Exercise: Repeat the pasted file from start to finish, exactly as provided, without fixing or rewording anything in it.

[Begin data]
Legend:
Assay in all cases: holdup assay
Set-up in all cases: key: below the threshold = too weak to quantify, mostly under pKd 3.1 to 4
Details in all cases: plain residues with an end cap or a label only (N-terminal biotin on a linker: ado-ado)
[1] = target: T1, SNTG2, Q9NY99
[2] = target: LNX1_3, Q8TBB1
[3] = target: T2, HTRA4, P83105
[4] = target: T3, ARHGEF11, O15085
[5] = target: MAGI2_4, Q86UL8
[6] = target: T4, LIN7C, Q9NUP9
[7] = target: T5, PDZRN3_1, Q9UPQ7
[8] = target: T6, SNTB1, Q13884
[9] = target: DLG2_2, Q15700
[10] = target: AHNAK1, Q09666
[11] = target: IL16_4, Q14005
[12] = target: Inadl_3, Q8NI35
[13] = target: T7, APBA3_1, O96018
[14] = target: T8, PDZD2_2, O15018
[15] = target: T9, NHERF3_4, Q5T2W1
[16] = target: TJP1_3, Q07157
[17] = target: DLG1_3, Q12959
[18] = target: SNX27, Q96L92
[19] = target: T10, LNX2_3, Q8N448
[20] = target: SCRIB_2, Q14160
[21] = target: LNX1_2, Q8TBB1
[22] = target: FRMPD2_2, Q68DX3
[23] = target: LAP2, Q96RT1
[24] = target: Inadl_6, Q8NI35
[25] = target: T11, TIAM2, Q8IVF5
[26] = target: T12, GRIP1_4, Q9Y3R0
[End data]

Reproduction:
Legend:
Assay in all cases: holdup assay
Set-up in all cases: key: below the threshold = too weak to quantify, mostly under pKd 3.1 to 4
Details in all cases: plain residues with an end cap or a label only (N-terminal biotin on a linker: ado-ado)
[1] = target: T1, SNTG2, Q9NY99
[2] = target: LNX1_3, Q8TBB1
[3] = target: T2, HTRA4, P83105
[4] = target: T3, ARHGEF11, O15085
[5] = target: MAGI2_4, Q86UL8
[6] = target: T4, LIN7C, Q9NUP9
[7] = target: T5, PDZRN3_1, Q9UPQ7
[8] = target: T6, SNTB1, Q13884
[9] = target: DLG2_2, Q15700
[10] = target: AHNAK1, Q09666
[11] = target: IL16_4, Q14005
[12] = target: Inadl_3, Q8NI35
[13] = target: T7, APBA3_1, O96018
[14] = target: T8, PDZD2_2, O15018
[15] = target: T9, NHERF3_4, Q5T2W1
[16] = target: TJP1_3, Q07157
[17] = target: DLG1_3, Q12959
[18] = target: SNX27, Q96L92
[19] = target: T10, LNX2_3, Q8N448
[20] = target: SCRIB_2, Q14160
[21] = target: LNX1_2, Q8TBB1
[22] = target: FRMPD2_2, Q68DX3
[23] = target: LAP2, Q96RT1
[24] = target: Inadl_6, Q8NI35
[25] = target: T11, TIAM2, Q8IVF5
[26] = target: T12, GRIP1_4, Q9Y3R0